The UK government released new rules today, clarifying the application criteria for Gurkhas who wish to settle in the United Kingdom.
The government had originally denied the automatic right to settle here to any Gurkha who had retired before 1997, but this was overturned in the High Court last year. The judge, Mr Justice Blake, said the Gurkhas’ long service, conspicuous acts of bravery and loyalty to the Crown all pointed to a “moral debt of honour” and gratitude felt by British people. He ruled that instructions given by the Home Office to immigration officials were unlawful and needed urgent revision.
The Gurkhas have served all across the world in the defence of our Country for nearly 200 years. Over 45,000 died in the two World Wars as part of the British Army. They are still fighting in the British Army today.
The governments new rules mean that permission to settle in the United Kingdom for those who retired before 1997 may be granted if they meet one of the following:
- Have spent at least three years continuous lawful residence in the United Kingdom during or after service;
- Have close family settled in the United Kingdom with whom you enjoy family life within the meaning of Article 8 of the European Convention on Human Rights (ECHR);
- Received a Level 1-3 Award for gallantry, leadership or bravery for service in the Brigade; (Level 1: Victoria Cross; Level 2: DSO/DCM, DSO/DCM Bar, IDSM (India Distinguished Service Medal); Level 3: Military Cross, Military Cross Bar Military Medal, Military Medal Bar, Jangi Inam)
- Completed 20 or more yearsâ€™ service in the Brigade;
- Have a chronic/long term medical condition which is attributable to, or was aggravated by, service in the Brigade.
If they do not qualify under any of the above, permission to settle in the United Kingdom may also be granted if they meet any two of the following:
- Were previously awarded a United Kingdom Ministry of Defence disability pension, but no longer have a chronic/long term medical condition attributable to, or aggravated by, service in the Brigade;
- Received a Mention in Dispatches (Level 4 Award) for service in the Brigade;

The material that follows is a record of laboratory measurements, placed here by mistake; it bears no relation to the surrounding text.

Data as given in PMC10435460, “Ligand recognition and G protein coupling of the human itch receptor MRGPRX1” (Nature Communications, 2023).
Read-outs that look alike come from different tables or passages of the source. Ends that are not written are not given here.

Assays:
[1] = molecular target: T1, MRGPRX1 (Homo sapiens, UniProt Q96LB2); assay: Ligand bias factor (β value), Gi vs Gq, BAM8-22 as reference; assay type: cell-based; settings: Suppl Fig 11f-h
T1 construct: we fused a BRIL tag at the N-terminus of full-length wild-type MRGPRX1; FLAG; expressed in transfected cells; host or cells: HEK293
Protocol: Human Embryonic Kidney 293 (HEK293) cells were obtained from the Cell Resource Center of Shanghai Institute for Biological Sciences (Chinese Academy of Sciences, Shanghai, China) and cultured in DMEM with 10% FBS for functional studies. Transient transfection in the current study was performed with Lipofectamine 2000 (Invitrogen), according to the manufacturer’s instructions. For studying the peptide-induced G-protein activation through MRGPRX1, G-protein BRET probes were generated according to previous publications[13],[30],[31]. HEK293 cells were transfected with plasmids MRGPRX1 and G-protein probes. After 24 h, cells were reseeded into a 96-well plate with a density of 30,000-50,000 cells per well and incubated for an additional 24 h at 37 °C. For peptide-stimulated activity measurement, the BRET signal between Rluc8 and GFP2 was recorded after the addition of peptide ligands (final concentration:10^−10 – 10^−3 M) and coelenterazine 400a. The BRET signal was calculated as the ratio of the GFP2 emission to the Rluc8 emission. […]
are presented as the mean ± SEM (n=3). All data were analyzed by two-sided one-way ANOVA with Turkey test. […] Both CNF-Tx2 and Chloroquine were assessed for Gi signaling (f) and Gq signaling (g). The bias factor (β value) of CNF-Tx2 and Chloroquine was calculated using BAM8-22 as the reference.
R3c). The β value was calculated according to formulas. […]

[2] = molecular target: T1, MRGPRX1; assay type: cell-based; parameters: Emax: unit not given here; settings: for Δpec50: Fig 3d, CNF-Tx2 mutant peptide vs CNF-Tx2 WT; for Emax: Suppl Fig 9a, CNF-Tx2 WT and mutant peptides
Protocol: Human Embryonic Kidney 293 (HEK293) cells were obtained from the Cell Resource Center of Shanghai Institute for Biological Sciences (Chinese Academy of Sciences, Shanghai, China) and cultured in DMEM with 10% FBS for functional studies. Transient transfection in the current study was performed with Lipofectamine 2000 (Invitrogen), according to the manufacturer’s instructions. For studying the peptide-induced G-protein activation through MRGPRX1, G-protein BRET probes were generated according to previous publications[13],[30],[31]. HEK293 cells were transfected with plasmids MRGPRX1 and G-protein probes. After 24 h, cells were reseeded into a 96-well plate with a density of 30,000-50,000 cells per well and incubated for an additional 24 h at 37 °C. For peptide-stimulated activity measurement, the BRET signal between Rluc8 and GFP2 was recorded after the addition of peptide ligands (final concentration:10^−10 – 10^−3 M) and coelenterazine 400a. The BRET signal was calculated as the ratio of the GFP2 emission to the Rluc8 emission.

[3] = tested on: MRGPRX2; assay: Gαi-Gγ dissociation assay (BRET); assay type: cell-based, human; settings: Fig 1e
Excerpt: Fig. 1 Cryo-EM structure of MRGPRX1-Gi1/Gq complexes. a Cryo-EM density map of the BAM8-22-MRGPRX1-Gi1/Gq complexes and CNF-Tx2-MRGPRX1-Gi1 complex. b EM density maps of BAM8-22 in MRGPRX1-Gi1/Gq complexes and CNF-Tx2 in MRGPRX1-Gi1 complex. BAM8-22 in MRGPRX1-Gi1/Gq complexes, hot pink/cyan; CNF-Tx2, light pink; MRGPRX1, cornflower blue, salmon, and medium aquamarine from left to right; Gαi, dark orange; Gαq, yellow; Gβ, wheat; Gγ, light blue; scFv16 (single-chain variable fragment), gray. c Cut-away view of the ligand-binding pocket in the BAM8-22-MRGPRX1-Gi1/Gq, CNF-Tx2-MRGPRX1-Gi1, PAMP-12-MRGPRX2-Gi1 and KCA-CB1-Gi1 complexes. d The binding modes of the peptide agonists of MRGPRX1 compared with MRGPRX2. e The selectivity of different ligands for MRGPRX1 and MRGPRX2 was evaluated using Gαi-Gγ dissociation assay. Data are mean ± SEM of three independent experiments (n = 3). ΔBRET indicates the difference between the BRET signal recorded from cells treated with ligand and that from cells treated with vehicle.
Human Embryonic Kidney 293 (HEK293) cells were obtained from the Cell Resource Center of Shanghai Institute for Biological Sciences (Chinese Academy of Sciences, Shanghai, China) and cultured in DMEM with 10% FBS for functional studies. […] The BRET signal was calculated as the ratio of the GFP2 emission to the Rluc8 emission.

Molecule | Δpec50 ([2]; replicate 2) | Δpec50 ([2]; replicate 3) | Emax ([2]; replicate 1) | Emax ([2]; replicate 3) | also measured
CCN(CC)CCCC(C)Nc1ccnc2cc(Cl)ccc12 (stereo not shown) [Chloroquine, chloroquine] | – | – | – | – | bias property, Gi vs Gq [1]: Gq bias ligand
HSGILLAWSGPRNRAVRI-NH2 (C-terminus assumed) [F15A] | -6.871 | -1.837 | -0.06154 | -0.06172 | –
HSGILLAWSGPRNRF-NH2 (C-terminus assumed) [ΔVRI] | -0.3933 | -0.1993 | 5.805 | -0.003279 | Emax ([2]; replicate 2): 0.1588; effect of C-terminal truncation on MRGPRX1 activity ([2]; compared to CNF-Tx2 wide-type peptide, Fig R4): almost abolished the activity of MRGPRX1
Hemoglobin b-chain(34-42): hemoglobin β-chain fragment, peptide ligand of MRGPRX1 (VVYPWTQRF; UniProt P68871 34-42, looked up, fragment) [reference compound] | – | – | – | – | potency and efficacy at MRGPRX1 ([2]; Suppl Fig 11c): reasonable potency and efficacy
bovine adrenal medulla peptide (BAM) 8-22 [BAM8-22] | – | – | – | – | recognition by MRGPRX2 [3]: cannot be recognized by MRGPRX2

- Completed 10 years service in the Brigade or served less than 10 years but received a campaign medal for active service in the Brigade.
Now, I don’t quite know to express my anger over this. When these Gurkhas were recruited, they didn’t have to jump through hoops to prove their loyalty to this country in order to serve. No, that’s not correct, they do have to jump through hoops, the small number of places each year are hotly contested, so they have to go through a recruitment contest to get the right to join up. The vast majority will have signed up for the standard army term of 15 years, so that discounts one of the new criteria. This just doesn’t seem right for people who have loyally fought for this country.
Looking at some questions asked of the Secretary of State for Defence in 2002, the average length of service makes interesting reading:
In 2002, for British nationals, an army officer served 11.36 years and a Gurkha officer served for 22.40 years. For a British national soldier the average length of service is 8.26 years and a Gurkha is 9.10 years. So, by setting 20 years as a criteria, it looks like the Gurkhas are being held to a higher level of ‘loyalty’ than British nationals even achieve.
We have set numbers of immigrants that are allowed into the country from other parts of Europe and outside of Europe. These people haven’t already served this country before they come here and they may never do.